This painting, Synesthesia, explores the difficult and complex ties between our senses, and I believe was inspired by either a poem I wrote, or a conversation I had with a friend. Just as senses become blurred and intertwined, so is the specific memory of this piece. In execution it’s fairly poor, but I’d love to explore this theme again taking on what I’ve gathered over the last 8 years.
Moving on then, and it’s easy to see from experiments in surrealism where my next source of inspiration came from. Around this time I was fascinated by Palaeolithic cave art, and understanding where art and techniques came from as well as the significance of nature and animals in art. The piece above shows greater confidence with colour, handling of the paint and composition. In fact this was my first piece to sell at an exhibition.
I even started using natural materials such as shells, sand, stones and feathers on my paintings (though unfortunately not much photo evidence survives).
I’d say it took me four years to get properly into my stride; then there was this:
This piece put in to practice the influence that the cave painters and Franz Marc had somehow blended together in my brain. A combination of bold colour and line with simple structural elements to create a sense of the animal, the subject of the piece. Inspired by Lascaux’s Panel of the Chinese Horse and Red Cow, this is where art truly began its astonishing journey, and I guess in a way where mine started too.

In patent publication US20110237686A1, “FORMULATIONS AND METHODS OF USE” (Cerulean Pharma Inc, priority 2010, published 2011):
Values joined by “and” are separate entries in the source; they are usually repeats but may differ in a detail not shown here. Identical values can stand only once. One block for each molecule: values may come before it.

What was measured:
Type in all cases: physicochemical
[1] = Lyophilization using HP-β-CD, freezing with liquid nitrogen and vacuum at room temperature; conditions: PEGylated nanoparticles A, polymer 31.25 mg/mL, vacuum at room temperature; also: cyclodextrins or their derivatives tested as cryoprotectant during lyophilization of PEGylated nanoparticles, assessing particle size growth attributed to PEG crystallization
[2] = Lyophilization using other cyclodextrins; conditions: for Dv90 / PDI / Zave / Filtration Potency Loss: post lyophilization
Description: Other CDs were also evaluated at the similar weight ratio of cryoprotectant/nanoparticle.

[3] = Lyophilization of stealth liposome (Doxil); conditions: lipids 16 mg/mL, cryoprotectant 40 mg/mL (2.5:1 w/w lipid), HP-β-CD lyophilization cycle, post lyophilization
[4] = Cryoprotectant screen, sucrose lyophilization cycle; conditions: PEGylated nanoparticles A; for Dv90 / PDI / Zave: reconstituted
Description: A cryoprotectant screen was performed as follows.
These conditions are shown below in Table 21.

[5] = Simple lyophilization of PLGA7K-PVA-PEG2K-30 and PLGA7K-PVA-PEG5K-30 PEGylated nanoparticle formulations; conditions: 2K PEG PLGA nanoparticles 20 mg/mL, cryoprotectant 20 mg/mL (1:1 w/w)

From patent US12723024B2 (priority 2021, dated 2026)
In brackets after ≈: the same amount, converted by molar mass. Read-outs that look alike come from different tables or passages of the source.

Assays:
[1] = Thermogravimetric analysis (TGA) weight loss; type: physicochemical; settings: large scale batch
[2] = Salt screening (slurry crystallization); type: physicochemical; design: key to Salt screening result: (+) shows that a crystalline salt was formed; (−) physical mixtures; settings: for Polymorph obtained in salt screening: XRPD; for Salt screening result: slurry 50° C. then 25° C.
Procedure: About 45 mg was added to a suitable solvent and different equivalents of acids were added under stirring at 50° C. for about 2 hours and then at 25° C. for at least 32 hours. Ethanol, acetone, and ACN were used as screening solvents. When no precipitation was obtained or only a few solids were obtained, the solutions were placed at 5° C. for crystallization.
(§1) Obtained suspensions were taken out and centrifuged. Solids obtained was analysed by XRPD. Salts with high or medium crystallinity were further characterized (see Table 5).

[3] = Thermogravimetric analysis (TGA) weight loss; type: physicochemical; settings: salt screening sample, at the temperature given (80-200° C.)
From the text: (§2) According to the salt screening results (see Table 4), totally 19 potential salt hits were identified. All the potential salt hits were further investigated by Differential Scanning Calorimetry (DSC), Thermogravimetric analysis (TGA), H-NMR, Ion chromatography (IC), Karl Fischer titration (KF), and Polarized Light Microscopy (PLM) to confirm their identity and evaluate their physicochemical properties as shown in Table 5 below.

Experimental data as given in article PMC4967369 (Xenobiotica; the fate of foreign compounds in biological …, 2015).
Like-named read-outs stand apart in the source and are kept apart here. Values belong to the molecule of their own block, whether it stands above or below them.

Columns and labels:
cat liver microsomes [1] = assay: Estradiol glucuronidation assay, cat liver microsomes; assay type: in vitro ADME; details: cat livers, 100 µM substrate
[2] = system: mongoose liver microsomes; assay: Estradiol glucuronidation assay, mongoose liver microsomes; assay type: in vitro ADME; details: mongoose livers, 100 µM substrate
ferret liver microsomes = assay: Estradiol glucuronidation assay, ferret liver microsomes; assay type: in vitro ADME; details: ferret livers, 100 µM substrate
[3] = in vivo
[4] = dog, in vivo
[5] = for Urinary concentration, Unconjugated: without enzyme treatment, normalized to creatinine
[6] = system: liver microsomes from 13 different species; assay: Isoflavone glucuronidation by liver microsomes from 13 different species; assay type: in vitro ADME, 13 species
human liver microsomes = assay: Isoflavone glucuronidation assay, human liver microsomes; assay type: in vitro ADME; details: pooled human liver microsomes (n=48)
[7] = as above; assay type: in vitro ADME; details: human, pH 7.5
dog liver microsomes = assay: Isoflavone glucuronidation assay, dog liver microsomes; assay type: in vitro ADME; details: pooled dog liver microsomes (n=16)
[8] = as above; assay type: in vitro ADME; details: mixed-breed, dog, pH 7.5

Then became softer, more brushy and using colour to evoke mood…and this was all in the same year!
Then the works became even more textured, but with more colour control.
In 2014, I turned to painting people, and decided to highlight some of the endangered peoples and cultures all over the world, and once again the painting style changed drastically, becoming freer, and adapting to the different needs of the subject.
In 2015, things became a little weirder. A series of events, preoccupations and responsibilities took over for a while, and I think that reflects in my art. There were less concrete themes and styles, less experimenting and perhaps a little bit more fantastic indulging.
As for 2016, for now I’m going to leave this chapter in my little art history unpublished. It’s too early to tell…